opinion that orders Huff to be delivered to the Department of Corrections upon his attainment of the age of 18 and direct the
court at that time to follow the procedure set out in KRS Chapter 640 and elaborated upon in Britt, supra. We now turn our attention to Huff's appeal from the order of the Jefferson Circuit Court denying his motion for shock probation. Huff alleges that the Circuit Court Judge abused his
discretion by not stating specific reasons for denying Huff shock probation. The Commonwealth argues first that the grant or and in the
denial of shock probation is not reviewable
alternative that Huff's previous conduct supports the judge's denial of shock probation. The Commonwealth argues that shock probation is not reviewable according to KRS 439.265 (2) (Shock probation in felony conviction - Procedure - Exercise of authority), which provides in part: "Any court order granting or denying a motion to suspend further execution of sentence is not reviewable." Huff argues that Section 115 of the Kentucky Constitution provides the right of at least one appeal. We agree. In
Schroering v. McKinney, Ky., 906 S.W.2d 349 (1995), the Kentucky Supreme Court quotes the Court of Appeals concerning the "not reviewable" provision of the shock probation statute: We think it is obvious that this provision of the statute refers to a review on the merits of an order granting or denying a motion for probation. It does not, and could not constitutionally, deprive this court of its power to determine whether an order was within the jurisdiction of the circuit court as being within the authority granted by the statute.
Commonwealth, ex. rel. Hancock v. Melton, Ky., 510 S.W.2d 250 (1974). Therefore, we hold that Huff's appeal of the court's
denial of shock probation is reviewable by this court. Nevertheless, we disagree with Huff's contention that the trial court judge abused his discretion by denying him shock probation. KRS 439.265 (3) provides: "The authority granted in
this section shall be exercised by the judge who imposed sentence on the defendant...". Huff argues that the trial judge did not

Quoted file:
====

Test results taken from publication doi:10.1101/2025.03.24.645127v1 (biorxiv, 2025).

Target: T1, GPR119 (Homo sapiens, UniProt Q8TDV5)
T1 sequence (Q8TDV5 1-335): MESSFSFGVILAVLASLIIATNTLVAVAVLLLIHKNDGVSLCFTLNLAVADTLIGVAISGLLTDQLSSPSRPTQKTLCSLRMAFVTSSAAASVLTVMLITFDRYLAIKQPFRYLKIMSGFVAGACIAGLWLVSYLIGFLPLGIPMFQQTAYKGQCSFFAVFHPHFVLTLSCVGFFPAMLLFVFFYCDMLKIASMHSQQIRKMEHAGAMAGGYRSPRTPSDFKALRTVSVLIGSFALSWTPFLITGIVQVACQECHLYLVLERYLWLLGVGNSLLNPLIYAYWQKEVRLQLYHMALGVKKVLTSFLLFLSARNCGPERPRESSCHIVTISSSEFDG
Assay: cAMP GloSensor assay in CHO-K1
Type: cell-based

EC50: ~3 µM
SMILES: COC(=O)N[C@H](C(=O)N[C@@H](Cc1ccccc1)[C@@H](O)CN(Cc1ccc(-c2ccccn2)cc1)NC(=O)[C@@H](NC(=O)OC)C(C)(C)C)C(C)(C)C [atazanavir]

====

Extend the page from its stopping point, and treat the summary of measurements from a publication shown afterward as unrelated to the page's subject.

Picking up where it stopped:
support his decision to deny shock probation with specific reasons. The order of the Jefferson Circuit Court, of April 4,
1997, denying shock probation provides in part: Having given due consideration to the written report of the presentence investigation prepared by the Division of Probation and Parole, and to the nature and circumstances of the crime, and to the history, character and condition of the Defendant, it is hereby ADJUDGED by the Court that: Defendant's motion IS HEREBY OVERRULED. The judge carefully considered and weighed numerous factors in determining Huff's eligibility for shock probation - constituting sufficiently specific reasons to support a denial of Huff's motion. After a review of the record, we find it clear
that the trial judge did not abuse his discretion or commit error in denying Huff shock probation. Huff was on house arrest after During this time,
entering a guilty plea and pending sentencing.
he broke the home incarceration rules, was charged with Third Degree Burglary, and was arrested. Additionally, Huff was due
before the parole board in a few months.
In summary, we vacate in part the judgment of the Jefferson Circuit Court with regard to the application of KRS 640.030 (2) to Huff and hold that he is entitled to a resentencing hearing upon attainment of the age of eighteen (18) years. We affirm in part the decision of the Jefferson Circuit
Court overruling Huff's motion for shock probation, holding the issue itself to be reviewable but finding no abuse of discretion in the circumstances of this case. ALL CONCUR.
BRIEFS FOR APPELLANT: J. David Niehaus Louisville, KY Daniel T. Goyette Louisville, KY
BRIEFS FOR APPELLEE: A.B. Chandler III Attorney General Matthew D. Nelson Assistant Attorney General Frankfort, KY